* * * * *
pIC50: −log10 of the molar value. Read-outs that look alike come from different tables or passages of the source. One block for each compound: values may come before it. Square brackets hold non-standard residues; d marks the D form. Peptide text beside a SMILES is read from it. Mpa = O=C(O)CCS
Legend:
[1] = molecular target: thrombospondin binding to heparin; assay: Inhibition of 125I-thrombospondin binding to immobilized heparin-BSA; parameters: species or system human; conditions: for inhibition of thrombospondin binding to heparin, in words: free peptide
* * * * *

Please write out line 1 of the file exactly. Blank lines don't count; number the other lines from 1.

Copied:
pIC50: −log10 of the molar value. Read-outs that look alike come from different tables or passages of the source. One block for each compound: values may come before it. Square brackets hold non-standard residues; d marks the D form. Peptide text beside a SMILES is read from it. Mpa = O=C(O)CCS